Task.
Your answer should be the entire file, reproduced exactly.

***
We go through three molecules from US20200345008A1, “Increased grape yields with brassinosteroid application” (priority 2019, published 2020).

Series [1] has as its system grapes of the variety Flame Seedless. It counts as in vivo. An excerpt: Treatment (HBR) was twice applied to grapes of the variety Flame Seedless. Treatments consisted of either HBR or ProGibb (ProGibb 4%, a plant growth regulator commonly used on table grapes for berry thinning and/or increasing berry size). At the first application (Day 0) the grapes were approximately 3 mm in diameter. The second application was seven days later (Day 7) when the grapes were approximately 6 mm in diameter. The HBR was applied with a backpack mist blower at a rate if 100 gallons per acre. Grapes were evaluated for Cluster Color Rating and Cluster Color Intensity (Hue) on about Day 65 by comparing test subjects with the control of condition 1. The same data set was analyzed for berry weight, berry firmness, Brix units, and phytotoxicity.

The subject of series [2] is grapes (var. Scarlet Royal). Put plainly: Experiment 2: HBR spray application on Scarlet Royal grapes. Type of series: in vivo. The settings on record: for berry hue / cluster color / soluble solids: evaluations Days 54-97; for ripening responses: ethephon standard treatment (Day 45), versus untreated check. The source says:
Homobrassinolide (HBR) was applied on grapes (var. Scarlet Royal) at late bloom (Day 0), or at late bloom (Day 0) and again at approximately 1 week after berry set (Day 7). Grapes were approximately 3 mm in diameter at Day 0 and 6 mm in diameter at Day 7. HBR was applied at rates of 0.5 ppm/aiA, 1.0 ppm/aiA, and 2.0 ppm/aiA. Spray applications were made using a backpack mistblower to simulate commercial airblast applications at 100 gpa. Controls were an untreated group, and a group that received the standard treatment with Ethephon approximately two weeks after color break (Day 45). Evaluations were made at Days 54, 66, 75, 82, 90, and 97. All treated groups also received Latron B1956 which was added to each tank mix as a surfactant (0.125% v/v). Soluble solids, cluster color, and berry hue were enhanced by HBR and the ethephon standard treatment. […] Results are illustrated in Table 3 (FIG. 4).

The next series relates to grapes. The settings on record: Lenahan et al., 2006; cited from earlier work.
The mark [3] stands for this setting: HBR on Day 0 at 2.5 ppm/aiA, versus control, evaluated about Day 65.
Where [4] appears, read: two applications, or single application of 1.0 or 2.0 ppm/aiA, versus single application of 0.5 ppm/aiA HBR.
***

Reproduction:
We go through three molecules from US20200345008A1, “Increased grape yields with brassinosteroid application” (priority 2019, published 2020).

Series [1] has as its system grapes of the variety Flame Seedless. It counts as in vivo. An excerpt: Treatment (HBR) was twice applied to grapes of the variety Flame Seedless. Treatments consisted of either HBR or ProGibb (ProGibb 4%, a plant growth regulator commonly used on table grapes for berry thinning and/or increasing berry size). At the first application (Day 0) the grapes were approximately 3 mm in diameter. The second application was seven days later (Day 7) when the grapes were approximately 6 mm in diameter. The HBR was applied with a backpack mist blower at a rate if 100 gallons per acre. Grapes were evaluated for Cluster Color Rating and Cluster Color Intensity (Hue) on about Day 65 by comparing test subjects with the control of condition 1. The same data set was analyzed for berry weight, berry firmness, Brix units, and phytotoxicity.

The subject of series [2] is grapes (var. Scarlet Royal). Put plainly: Experiment 2: HBR spray application on Scarlet Royal grapes. Type of series: in vivo. The settings on record: for berry hue / cluster color / soluble solids: evaluations Days 54-97; for ripening responses: ethephon standard treatment (Day 45), versus untreated check. The source says:
Homobrassinolide (HBR) was applied on grapes (var. Scarlet Royal) at late bloom (Day 0), or at late bloom (Day 0) and again at approximately 1 week after berry set (Day 7). Grapes were approximately 3 mm in diameter at Day 0 and 6 mm in diameter at Day 7. HBR was applied at rates of 0.5 ppm/aiA, 1.0 ppm/aiA, and 2.0 ppm/aiA. Spray applications were made using a backpack mistblower to simulate commercial airblast applications at 100 gpa. Controls were an untreated group, and a group that received the standard treatment with Ethephon approximately two weeks after color break (Day 45). Evaluations were made at Days 54, 66, 75, 82, 90, and 97. All treated groups also received Latron B1956 which was added to each tank mix as a surfactant (0.125% v/v). Soluble solids, cluster color, and berry hue were enhanced by HBR and the ethephon standard treatment. […] Results are illustrated in Table 3 (FIG. 4).

The next series relates to grapes. The settings on record: Lenahan et al., 2006; cited from earlier work.
The mark [3] stands for this setting: HBR on Day 0 at 2.5 ppm/aiA, versus control, evaluated about Day 65.
Where [4] appears, read: two applications, or single application of 1.0 or 2.0 ppm/aiA, versus single application of 0.5 ppm/aiA HBR.